In-Browser Mining and Crypto-Jacking

Monero has also found acceptance for in-browser mining. This is because Monero can still be mined with just a GPU or CPU. In-browser mining requires running Internet browser mining software. It’s very quick, but not very effective. However, it can be very lucrative if you get hundreds or thousands of computer users to use their energy for you.

Note: A central processing unit is a CPU. Each computer has a CPU. You can think of it as the computer’s brains. A GPU is a Graphics Processing Unit, meanwhile. Computers with high-end games use GPUs. They are stronger than CPUs and are required for high-quality images used in modern video games. GPUs can mine more than CPUs effectively.

Online Publishing

In some content publishers, in-browsing mining represents a way to monetize a website without requiring users to advertise. If it is made clear that some of a visitor’s computing power is used for funding the website, no real damage is done. The user is free to decide whether or not to continue on the site.


Many publishers are not proactive that they push consumers to use cryptocurrencies. Also, several download websites have secret Monero mining tools for downloading as part of the file users. Mining software is used on a device which is called crypto-jacking without the owner’s permission. When comparing Zcash to Monero, Monero is better for cryptojacking because of its anonymous properties and the fact that it is only constrained by the use of CPUs and GPUs.

In-Browser Mining and Charity

Finally, in-browser mining was used for more social purposes altogether. UNICEF has launched a website called The Hopepage for Children’s Charity. The idea behind The Hopepage is that computer usage will visit the website and donate to UNICEF some of its unused computing resources.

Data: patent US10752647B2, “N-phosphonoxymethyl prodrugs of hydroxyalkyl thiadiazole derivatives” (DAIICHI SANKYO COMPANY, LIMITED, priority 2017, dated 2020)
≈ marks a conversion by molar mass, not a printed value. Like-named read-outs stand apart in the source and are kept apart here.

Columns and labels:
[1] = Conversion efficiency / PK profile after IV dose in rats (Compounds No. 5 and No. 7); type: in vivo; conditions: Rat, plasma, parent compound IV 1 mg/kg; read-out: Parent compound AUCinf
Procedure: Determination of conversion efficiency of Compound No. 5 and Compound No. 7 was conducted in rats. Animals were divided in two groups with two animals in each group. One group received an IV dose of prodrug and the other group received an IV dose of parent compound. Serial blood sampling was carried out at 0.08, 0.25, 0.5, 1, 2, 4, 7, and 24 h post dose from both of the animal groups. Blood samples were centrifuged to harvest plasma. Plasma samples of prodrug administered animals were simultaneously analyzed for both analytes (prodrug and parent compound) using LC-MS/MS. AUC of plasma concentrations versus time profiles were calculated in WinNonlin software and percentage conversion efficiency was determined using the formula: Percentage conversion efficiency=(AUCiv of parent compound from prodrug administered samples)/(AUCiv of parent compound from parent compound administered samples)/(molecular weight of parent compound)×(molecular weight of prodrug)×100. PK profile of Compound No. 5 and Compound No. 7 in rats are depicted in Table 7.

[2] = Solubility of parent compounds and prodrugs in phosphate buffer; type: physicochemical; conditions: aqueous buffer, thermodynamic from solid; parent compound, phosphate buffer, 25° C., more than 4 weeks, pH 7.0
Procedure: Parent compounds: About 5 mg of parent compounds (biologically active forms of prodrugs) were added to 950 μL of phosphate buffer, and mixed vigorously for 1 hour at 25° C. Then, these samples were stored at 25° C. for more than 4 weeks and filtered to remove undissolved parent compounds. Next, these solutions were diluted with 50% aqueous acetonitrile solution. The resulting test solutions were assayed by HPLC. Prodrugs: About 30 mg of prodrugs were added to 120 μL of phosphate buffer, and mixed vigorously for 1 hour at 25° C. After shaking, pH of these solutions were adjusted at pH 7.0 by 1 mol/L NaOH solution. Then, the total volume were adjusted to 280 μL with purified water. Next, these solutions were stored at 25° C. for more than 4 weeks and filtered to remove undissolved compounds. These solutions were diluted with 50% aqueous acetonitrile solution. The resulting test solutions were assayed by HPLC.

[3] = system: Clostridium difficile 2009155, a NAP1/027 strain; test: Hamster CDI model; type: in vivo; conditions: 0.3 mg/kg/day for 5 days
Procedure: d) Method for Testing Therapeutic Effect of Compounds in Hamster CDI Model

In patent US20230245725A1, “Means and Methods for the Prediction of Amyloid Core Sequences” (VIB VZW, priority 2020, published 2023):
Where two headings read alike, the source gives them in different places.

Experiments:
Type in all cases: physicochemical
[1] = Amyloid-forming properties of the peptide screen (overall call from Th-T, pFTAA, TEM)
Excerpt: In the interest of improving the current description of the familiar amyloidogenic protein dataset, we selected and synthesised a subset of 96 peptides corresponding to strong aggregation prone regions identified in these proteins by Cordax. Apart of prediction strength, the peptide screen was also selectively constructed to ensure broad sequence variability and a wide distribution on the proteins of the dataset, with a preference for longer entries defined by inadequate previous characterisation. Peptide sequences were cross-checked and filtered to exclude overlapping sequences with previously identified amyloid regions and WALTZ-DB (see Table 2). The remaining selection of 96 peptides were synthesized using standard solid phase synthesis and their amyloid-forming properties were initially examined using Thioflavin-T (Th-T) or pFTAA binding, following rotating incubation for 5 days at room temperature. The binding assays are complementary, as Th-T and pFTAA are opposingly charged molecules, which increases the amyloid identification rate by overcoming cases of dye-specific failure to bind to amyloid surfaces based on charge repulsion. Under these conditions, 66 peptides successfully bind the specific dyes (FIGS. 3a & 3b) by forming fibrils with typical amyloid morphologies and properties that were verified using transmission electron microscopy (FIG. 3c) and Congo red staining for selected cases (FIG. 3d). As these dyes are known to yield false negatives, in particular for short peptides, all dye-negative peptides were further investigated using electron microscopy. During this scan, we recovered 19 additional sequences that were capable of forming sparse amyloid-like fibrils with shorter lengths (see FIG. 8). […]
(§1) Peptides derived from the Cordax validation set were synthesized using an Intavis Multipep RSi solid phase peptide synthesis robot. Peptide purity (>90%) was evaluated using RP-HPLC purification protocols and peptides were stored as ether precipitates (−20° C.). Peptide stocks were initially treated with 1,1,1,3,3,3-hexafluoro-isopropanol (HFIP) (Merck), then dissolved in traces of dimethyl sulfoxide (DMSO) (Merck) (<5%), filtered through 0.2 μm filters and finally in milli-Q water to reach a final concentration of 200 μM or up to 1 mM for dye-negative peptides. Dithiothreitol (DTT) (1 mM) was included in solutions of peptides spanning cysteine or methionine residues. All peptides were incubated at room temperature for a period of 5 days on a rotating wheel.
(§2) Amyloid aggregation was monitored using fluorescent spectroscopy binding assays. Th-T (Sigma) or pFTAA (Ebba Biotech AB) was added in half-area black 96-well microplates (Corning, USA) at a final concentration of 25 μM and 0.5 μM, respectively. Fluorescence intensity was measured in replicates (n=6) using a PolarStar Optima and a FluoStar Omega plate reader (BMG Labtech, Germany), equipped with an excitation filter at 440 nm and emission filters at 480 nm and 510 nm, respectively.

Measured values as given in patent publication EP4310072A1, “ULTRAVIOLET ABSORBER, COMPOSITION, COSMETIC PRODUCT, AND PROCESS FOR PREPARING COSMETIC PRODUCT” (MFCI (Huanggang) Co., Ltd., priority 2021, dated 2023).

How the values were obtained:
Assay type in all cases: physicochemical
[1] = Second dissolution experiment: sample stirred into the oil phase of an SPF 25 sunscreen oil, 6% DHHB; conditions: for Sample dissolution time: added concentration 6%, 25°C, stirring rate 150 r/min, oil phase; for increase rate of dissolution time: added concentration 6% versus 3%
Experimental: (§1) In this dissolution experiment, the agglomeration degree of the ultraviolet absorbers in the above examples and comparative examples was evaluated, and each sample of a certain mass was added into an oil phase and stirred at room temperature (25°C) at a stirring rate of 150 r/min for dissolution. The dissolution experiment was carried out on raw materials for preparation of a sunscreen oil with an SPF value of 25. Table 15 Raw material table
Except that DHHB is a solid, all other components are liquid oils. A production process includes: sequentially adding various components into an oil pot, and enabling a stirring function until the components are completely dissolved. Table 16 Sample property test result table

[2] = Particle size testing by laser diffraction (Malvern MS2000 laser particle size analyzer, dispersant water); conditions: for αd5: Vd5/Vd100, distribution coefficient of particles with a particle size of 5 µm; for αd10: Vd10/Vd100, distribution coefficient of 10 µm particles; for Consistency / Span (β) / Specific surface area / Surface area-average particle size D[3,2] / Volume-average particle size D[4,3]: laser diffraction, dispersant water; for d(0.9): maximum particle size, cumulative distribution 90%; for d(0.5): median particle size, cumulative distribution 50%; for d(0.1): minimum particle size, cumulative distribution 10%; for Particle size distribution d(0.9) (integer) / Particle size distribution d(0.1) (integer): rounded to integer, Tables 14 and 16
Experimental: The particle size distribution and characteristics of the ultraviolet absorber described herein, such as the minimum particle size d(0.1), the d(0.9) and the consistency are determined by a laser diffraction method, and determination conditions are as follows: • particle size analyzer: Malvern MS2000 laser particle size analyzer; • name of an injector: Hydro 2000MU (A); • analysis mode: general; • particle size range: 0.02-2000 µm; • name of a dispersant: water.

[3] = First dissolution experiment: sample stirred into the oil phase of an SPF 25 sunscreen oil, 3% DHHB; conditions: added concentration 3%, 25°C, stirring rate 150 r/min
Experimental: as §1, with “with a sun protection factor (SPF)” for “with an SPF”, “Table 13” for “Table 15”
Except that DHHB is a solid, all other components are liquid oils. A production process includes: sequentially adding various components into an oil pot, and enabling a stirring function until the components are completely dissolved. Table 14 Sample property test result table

When the website is loaded, a simple option to start mining is open. The visitor is then asked how much computing power they want to offer. If their tasks require a lot of strength, they can only offer 20%. Or, if you only visit some pages, you can donate up to 80%. A whopping 18,000 people donated on The Hopepage at the time of the publication!

Problems with Adoption

On 18 June 2018, the Japnese Financial Security Agency (FSA) declared a ban on anonymous coins. Coins such as DASH and Augur’s REP were also targeted, as were Monero and Zcash. The FSA has confirmed that the rationale behind their move is to make it easier to use cryptocurrencies for illegal activities.

If more countries follow Japan’s example, the adoption rates for these privacy-oriented coins could be greatly affected.

In the war of privacy, one of the areas in which Zcash could triumph over Monero is the fact that Zcash transactions don’t have to be secret. It may help them prevent any possible compliance issues in the future and help them comply with “know your customer” requirements in various countries.

Cost of Fees

The daily Monero price is approximately 90c at the time of publishing. The price of Monero has changed drastically. The expense of sending Monero at its peak point was just over $20! Monero suffers from the same issues of scalability as Bitcoin.

The average Zcash fee is remarkably small in the meantime. It’s all ZEC 0.0001. This is less than 2c at the time of publishing! According to Bitinfocharts.com, the presence of Zcash remained very small.



The scalability of the Blockchain is one of the most pressing problems facing the entire cryptocurrency region. For a digital currency to effectively compete with VISA’s likes internationally, networks must support a far bigger amount of transactions than they are currently capable of.

Monero has sought to fix issues of scalability with its dynamic block size limit. However, as demonstrated by huge fees in the past, it is not enough to allow the whole world to use the network.

In the meantime, Zcash faces far worse problems than Bitcoin in scaling. Since private transactions take up a lot more space in blocks than Bitcoin, there is a race to the top of the transaction fees if everyone wants to make anonymous transactions. That was what happened in Spring 2017 to Bitcoin. There is currently not enough demand for Zcash for such a race.